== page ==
Christmas is indeed for children and those who remain young at heart. That is why Santa Claus remains so popular in Western Culture and it would be near impossible to succeed at cancelling Christmas and its main themes built around Santa Claus.

   What do we know about the person behind the legend of Santa Claus? We actually know quite a bit about the man who inspired this legend. The legend began centuries ago and was developed around a monk named Nicholas, who was born in the late 3rd century near Myra, a town in the country now known as Turkey.

   Nicholas was considered a holy and devout Christian who became one of the most famous saints of early Christianity. It is said that he was a man who came from a wealthy family and that he gave up his wealth and went all over the countryside seeking out persons whom he could help, especially the poor and sick. Legend has it that he once bought three sisters who their father was about to sell into slavery because they were so poor. He then provided each sister with a dowry sufficient to get them husbands. It is believed that had Nicholas not done this good thing, the sisters could have become sex slaves to their new owner.

   As his popularity spread thoughout the regions, Nicholas became known as the protector of children and when he was sainted, he became the patron saint of children. Until the Protestant Reformation, Nicholas was the most beloved saint in certain parts of Europe, and he recovered his popularity in the centuries that followed as Saint Nicholas, later to be the man behind the Santa Claus (Dutch) and Father Christmas (English) legends.

   It was not until the 1770s that Dutch families in New York gathered to make his legend popular in New York. In the following decades, St Nicholas became very popular in America and gained traction after department stores and the Salvation Army popularized him for marketing and charity purposes.

   The most memorable depiction of Santa Claus (Kris Kringle) came through the classic movie, “Miracle on 34 Street” in 1947. The famous Macy’s Thanksgiving Day Parade, which ushers in the Christmas season, began in 1924 featuring the Macy’s Santa. This parade continues to be popular to this day, and only war and pandemics seem able to threaten the continuance of this great tradition.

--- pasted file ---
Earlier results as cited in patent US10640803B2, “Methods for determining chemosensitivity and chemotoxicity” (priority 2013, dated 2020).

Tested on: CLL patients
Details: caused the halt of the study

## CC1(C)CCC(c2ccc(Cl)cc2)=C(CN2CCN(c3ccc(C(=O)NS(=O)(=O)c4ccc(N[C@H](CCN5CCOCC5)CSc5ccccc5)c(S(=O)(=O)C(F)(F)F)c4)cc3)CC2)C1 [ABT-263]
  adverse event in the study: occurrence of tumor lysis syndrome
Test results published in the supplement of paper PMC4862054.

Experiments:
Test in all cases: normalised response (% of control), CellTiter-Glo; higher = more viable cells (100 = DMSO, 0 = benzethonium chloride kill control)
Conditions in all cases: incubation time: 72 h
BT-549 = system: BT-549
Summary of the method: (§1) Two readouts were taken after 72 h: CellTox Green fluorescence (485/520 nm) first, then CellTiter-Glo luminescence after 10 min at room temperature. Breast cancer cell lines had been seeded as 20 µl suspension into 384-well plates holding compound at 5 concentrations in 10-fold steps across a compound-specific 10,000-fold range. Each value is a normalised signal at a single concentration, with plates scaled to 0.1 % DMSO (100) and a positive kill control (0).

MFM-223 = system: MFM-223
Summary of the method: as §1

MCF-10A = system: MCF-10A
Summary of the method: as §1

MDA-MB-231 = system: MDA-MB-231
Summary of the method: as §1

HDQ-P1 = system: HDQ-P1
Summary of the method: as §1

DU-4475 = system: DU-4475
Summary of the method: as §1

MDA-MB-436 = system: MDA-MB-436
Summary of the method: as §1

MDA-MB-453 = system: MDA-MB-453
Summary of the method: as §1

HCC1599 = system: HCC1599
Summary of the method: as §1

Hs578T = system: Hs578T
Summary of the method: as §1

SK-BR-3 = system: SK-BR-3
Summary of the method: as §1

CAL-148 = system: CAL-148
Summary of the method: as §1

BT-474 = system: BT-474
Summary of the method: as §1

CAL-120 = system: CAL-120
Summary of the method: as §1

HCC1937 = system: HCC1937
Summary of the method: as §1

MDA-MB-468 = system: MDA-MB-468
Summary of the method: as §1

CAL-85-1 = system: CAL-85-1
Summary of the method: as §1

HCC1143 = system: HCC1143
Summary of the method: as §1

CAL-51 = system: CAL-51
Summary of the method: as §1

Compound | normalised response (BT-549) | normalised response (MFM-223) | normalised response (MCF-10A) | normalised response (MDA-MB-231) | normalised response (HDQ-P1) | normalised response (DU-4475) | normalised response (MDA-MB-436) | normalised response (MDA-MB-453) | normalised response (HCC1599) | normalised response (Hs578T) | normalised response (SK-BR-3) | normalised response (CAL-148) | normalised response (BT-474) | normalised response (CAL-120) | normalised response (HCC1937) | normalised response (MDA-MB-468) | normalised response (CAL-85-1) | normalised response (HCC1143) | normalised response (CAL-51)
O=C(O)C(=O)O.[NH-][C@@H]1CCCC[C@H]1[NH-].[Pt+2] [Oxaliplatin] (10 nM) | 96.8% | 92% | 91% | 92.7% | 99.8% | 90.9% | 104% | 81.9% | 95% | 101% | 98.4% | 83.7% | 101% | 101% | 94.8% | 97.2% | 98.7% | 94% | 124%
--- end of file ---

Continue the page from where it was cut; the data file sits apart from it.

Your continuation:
Have you ever heard someone say that there is no Santa Claus? You sure have! But how silly can we get when people who pretend that they are intelligent seek to cancel a story that conveys the message of love for others, particularly the poor and children, by giving gifts at this time of the year. The notion that an old, loving, fat man comes once a year to give gifts to children he does not know personally is so precious that it boggles the mind to think that people would object to that concept.

   Then, the messages about Santa that come through our very popular Christmas songs remind children that they need to be nice and not naughty if they want to be gifted on Christmas Day. Remember this song: “He’s making a list, he’s checking it twice; he’s gonna find out who’s naughty or nice, Santa Claus is coming to town. He sees you when you’re sleeping, he knows when you’re awake, he knows if you’ve been good or bad, so be good for goodness sake!” What a teaching tool for morals!

   My wife told me sometime ago that the old ways of teaching right from wrong were very significant to her upžringing. In those ancient days, parents taught us that there was an invisible eye (the eye of God) watching over our behavior even when they were not present. This eye was able to check the behavior of the children of yesteryear in a very, very effective way. And, this Christmas song about telling children that there was a reward for good behavior, all year round, that was checked by the invisible eye of God— perhaps through Santa Claus— was indeed a powerful teaching tool for governing behavior. Not much is taught to children these days about the reward promised for good behavior, except through this little song about Santa Claus coming to town bearing gifts, mostly for well-behaved children. That is also a very good thing, in my judgment.

   So, Santa offers much to the message of Christmas. He replaces the Three Wise Men of the East as the bringer of gifts to children. Of course, we know that parents are his “chief elves,” that is why the wrong boy in another song, was right when he said, “I saw mommy kissing Santa Claus last night.” He surely knew what he saw. Those two conspirators were doing Santa’s work and the child caught them celebrating it.

   Therefore, do not fail to keep those you love happy this Christmas by the sharing meaningful gifts, especially with our children who waited all year for their surprise. Please have a Happy, Merry Christmas and a Bright and prosperous New Year.

Peter Bramble
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